- Resources & Research
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Children from birth through age eight are impacted by the coronavirus epidemic. They pick up on the concerned messages of adults, hear snippets of disturbing news on media outlets, and may develop fears or anxiety related to the disruption of normal school and child care schedules. While families strive to balance financial stress and uncertainty about the future, concern for children’s wellbeing needs to be a priority.
Like other chronic stressors, the death of a family member, and natural disasters, it is important for families to answer questions in age-appropriate terms that match the understanding of children who are very young and in early the early school years. You’ll want to reassure, without providing complex information that can add to their confusion. When families respond in reassuring ways, children internalize those positive cues.
Letting children know that schools are closed to protect people from an illness and assuring everyone’s safety at home is okay. Telling children there is a worldwide illness that is killing millions of people is not okay. Children in the early childhood years birth through age eight do not have the life experience or emotional development to process these broad and undefined – and scary – messages.
Families need to exercise caution about exposing children to repeated news broadcasts. When the World Trade Center fell and the footage was broadcast over and over, children, with their limited perspective of time, thought the catastrophe was happening over and over. It is important to place boundaries around incoming information. Children want to know, “Will I be okay? Will you get sick? Are you staying home with me? When can I see my friends?” The Centers for Disease Control and Prevention, Harvard Medical School, Child Trends, and Nemours Health offer some excellent suggestions for communicating with young children that will support their emotional well-being during this time.
Program leaders can share these practical resources with families through e-mail or social media. In addition, teachers and staff will need to understand and use this information with children and families when programs are reopened.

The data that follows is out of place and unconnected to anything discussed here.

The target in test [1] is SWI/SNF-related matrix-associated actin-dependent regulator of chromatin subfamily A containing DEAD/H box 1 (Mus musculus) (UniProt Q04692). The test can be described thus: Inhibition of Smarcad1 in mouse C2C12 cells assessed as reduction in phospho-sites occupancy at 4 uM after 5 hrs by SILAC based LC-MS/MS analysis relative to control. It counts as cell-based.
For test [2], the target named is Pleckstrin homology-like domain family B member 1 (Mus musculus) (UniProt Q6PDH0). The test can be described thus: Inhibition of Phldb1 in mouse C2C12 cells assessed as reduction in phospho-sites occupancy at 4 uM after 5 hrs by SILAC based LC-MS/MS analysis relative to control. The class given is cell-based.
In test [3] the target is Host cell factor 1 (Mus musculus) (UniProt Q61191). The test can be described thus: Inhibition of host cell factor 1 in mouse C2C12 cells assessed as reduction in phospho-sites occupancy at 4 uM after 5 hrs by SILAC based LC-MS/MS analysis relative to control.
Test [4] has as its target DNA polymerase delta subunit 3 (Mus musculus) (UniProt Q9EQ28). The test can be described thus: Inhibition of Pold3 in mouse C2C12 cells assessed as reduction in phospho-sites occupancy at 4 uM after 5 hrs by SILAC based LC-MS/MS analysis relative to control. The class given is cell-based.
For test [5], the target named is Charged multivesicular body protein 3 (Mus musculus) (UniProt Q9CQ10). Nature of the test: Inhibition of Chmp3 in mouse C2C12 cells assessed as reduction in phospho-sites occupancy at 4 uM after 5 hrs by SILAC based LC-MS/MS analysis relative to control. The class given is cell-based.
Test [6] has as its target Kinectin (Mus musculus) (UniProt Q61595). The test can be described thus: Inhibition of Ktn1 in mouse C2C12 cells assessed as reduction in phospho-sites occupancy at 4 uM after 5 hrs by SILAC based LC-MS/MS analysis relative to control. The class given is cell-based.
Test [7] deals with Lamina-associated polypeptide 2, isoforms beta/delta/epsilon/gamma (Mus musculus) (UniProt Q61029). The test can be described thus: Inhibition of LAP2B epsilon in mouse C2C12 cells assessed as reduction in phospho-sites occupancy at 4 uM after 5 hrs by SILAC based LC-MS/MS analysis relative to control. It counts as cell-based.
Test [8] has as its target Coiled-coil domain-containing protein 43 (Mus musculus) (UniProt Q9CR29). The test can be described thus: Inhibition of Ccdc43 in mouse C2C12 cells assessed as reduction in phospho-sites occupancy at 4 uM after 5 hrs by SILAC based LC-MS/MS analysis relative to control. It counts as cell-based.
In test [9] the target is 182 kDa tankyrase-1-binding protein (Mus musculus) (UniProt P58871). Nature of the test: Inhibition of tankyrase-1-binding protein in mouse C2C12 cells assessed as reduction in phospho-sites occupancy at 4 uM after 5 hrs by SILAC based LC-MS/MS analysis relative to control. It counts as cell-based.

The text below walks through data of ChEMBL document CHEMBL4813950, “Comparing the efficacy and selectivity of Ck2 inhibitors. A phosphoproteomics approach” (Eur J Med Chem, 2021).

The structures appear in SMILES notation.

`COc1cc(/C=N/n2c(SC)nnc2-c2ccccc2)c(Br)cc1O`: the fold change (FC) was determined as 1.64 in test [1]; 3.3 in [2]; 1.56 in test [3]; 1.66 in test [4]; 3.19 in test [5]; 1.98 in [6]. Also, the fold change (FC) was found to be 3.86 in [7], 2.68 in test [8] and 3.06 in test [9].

This unprecedented time of uncertainty has some benefits. One parent said, “While I am struggling with social isolation, my children are thriving. They love having the extended time at home with me.” Another family reported, “I feel stuck at home, but the children are having a ball. To them, this is a holiday – a special time to enjoy projects and play.”
Families can make the most of the situation by having dinner by candlelight, enjoying a backyard or balcony picnic, putting together a jigsaw puzzle, taking a walk, and spending extra time together. It’s easy to lose perspective, but families may well look back on this time with their children as a bonus. It is a good time to support families who are looking for activities to do at home and to provide guidance about the use of appropriate educational media for children.
All around the country, educators are working together to ensure the highest quality experiences for children in the months ahead. Families can find expanded online learning opportunities, safe learning sites, and pop-up resources for young children. While this is a difficult time for grown-ups, it’s the perfect time to enrich the lives of children and get them excited about learning.
Be sure to follow the McCormick Center for Early Childhood Leadership on social media, as we are sharing additional educational and enrichment activities for leaders, families, and children:
Marie Masterson, Ph.D. is the Director of Quality Assessment at the McCormick Center for Early Childhood Leadership and author of books and articles related to high-quality teaching, parenting, and leadership.